Thread: Death
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Old 12-21-2012, 08:48 PM   #19 (permalink)
Mr. Blonde
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Quote:
Originally Posted by THEINCREDIBLEdork View Post
"I don't think about it" pretty much sums up how I feel about it.
Afterlife aside, this is what most interests me about death -- how most people spend very little time thinking about it, both out of necessity and/or out of the sheer inability to do anything about it.

Repug sent me Tolstoy's A Confession for Secret Santa once when I was in Korea, and even though Tolstoy ended up taking the emotional and simplistic way out, religiously, something he wrote has always stuck with me about the human condition:

Quote:
Originally Posted by Leo Tolstoy
There is an Eastern fable, told long ago, of a traveler overtaken on a plain by an enraged beast. Escaping from the beast he gets into a dry well, but sees at the bottom of the well a dragon that has opened its jaws to swallow him. And the unfortunate man, not daring to climb out lest he should be destroyed by the enraged beast, and not daring to leap to the bottom of the well lest he should be eaten by the dragon, seizes a twig growing in a crack in the well and clings to it. His hands are growing weaker and he feels he will soon have to resign himself to the destruction that awaits him above or below, but still he clings on. Then he sees that two mice, a black one and a white one, go regularly round and round the stem of the twig to which he is clinging and gnaw at it. And soon the twig itself will snap and he will fall into the dragon’s jaws. The traveler sees this and knows that he will inevitably perish; but while still hanging he looks around, sees some drops of honey on the leaves of the twig, reaches them with his tongue and licks them. So I too clung to the twig of life, knowing that the dragon of death was inevitably awaiting me, ready to tear me to pieces; and I could not understand why I had fallen into such torment. I tried to lick the honey which formerly consoled me, but the honey no longer gave me pleasure, and the white and black mice of day and night gnawed at the branch by which I hung. I saw the dragon clearly and the honey no longer tasted sweet. I only saw the inescapable dragon and the mice, and I could not tear my gaze from them. This is not a fable but the real unanswerable truth intelligible to all.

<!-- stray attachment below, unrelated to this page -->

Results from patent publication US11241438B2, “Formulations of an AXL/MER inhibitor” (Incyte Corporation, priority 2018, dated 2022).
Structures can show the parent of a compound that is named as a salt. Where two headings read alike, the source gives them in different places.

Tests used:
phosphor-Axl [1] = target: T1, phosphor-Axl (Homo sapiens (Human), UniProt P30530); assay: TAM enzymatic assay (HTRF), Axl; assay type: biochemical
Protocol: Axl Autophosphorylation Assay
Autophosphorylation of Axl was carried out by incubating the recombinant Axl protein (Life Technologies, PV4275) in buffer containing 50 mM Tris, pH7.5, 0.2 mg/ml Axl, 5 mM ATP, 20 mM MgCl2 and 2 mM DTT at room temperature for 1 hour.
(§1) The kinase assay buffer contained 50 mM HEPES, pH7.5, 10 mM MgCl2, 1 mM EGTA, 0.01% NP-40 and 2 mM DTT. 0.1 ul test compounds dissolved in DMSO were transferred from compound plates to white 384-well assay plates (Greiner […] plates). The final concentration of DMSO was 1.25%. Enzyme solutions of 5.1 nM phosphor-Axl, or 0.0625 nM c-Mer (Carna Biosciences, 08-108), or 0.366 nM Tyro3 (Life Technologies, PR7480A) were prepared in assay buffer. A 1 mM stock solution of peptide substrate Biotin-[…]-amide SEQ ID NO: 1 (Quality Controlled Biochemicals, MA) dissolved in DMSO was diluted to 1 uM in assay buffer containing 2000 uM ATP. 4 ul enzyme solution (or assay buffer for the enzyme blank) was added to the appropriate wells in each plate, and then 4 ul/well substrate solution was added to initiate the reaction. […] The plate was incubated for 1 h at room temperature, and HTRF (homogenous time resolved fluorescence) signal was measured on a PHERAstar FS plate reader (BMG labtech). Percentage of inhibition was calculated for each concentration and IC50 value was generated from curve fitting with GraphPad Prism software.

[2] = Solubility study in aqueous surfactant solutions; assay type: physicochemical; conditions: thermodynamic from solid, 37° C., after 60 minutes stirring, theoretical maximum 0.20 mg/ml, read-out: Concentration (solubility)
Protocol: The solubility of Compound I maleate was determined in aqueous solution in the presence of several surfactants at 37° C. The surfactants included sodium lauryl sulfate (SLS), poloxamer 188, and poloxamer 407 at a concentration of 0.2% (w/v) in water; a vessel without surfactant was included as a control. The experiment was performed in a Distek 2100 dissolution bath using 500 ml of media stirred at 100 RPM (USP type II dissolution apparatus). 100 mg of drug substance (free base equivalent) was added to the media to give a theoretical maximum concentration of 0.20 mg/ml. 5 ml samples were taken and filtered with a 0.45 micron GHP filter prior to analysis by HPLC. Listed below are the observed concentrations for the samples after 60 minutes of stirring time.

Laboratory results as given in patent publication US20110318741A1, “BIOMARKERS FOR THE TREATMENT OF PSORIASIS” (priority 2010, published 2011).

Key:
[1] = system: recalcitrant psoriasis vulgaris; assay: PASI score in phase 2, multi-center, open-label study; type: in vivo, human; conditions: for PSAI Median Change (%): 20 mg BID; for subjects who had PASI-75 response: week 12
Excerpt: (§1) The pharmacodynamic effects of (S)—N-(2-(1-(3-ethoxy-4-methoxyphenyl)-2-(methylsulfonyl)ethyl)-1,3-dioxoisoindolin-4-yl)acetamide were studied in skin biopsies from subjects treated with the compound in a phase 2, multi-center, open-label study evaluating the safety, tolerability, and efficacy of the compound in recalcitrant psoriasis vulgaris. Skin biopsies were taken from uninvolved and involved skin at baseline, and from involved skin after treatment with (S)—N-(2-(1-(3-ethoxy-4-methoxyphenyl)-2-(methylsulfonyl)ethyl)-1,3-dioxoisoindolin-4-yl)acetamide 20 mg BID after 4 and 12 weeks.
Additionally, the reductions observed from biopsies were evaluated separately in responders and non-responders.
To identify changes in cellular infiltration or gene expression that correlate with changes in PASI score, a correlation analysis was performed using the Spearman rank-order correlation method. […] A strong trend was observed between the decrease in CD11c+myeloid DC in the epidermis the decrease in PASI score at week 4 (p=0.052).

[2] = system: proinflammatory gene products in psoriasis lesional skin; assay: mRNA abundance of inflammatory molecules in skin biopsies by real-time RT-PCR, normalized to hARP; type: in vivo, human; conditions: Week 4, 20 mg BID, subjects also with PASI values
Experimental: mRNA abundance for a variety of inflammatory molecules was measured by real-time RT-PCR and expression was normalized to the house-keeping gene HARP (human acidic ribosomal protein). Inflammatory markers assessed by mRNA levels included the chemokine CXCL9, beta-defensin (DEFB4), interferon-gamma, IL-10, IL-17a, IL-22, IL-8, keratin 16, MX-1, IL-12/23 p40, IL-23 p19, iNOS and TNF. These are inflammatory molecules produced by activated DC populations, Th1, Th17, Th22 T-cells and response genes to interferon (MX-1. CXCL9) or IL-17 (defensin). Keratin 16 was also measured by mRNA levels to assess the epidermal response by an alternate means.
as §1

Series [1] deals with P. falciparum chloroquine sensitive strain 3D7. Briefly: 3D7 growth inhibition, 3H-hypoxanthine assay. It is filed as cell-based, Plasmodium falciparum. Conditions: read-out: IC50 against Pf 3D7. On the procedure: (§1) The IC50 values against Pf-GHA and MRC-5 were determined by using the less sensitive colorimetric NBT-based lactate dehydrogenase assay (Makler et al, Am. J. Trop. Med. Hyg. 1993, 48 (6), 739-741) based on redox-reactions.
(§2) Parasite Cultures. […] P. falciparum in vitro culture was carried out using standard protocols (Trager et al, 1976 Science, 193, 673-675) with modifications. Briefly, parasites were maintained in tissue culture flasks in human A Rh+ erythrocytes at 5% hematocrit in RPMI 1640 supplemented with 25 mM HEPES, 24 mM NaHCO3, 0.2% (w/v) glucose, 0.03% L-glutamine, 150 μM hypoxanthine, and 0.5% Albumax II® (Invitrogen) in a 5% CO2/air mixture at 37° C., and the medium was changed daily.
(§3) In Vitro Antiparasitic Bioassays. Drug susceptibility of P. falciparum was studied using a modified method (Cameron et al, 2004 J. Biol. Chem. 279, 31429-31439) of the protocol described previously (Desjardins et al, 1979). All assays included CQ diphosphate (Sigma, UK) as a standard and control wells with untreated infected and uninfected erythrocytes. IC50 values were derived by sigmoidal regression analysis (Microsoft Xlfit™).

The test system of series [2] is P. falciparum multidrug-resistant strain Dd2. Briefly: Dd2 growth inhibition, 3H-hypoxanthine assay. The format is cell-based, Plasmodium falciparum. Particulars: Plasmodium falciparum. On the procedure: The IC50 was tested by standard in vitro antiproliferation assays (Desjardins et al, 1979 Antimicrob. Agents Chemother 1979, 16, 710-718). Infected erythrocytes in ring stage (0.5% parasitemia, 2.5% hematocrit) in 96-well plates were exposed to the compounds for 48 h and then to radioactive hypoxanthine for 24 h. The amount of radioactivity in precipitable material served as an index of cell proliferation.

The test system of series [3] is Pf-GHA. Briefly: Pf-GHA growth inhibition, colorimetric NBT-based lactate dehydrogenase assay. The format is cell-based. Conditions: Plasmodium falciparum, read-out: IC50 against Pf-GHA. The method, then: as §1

The deception of the joys of life which formerly allayed my terror of the dragon now no longer deceived me. No matter how often I may be told, “You cannot understand the meaning of life, so do not think about it, but live,” I can no longer do it: I have already done it too long. I cannot now help seeing day and night going round and bringing me to death. That is all I see, for that alone is true. All else is false.

The two drops of honey which diverted my eyes from the cruel truth longer than the rest: my love of family, and of writing - art as I called it - were no longer sweet to me.

Psychedelics are illegal not because a loving government is concerned that you may jump out of a third story window. Psychedelics are illegal because they dissolve opinion structures and culturally laid down models of behavior and information processing.

― Terence McKenna
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